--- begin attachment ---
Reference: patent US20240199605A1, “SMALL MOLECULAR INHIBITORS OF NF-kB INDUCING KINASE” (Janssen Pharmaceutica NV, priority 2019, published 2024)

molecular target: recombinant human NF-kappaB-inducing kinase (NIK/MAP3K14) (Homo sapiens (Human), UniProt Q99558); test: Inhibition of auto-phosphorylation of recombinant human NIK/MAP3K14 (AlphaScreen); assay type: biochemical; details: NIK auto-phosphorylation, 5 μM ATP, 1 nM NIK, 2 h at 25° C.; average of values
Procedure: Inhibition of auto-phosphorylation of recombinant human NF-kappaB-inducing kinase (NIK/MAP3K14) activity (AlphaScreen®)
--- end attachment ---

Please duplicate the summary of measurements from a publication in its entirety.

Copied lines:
Reference: patent US20240199605A1, “SMALL MOLECULAR INHIBITORS OF NF-kB INDUCING KINASE” (Janssen Pharmaceutica NV, priority 2019, published 2024)

molecular target: recombinant human NF-kappaB-inducing kinase (NIK/MAP3K14) (Homo sapiens (Human), UniProt Q99558); test: Inhibition of auto-phosphorylation of recombinant human NIK/MAP3K14 (AlphaScreen); assay type: biochemical; details: NIK auto-phosphorylation, 5 μM ATP, 1 nM NIK, 2 h at 25° C.; average of values
Procedure: Inhibition of auto-phosphorylation of recombinant human NF-kappaB-inducing kinase (NIK/MAP3K14) activity (AlphaScreen®)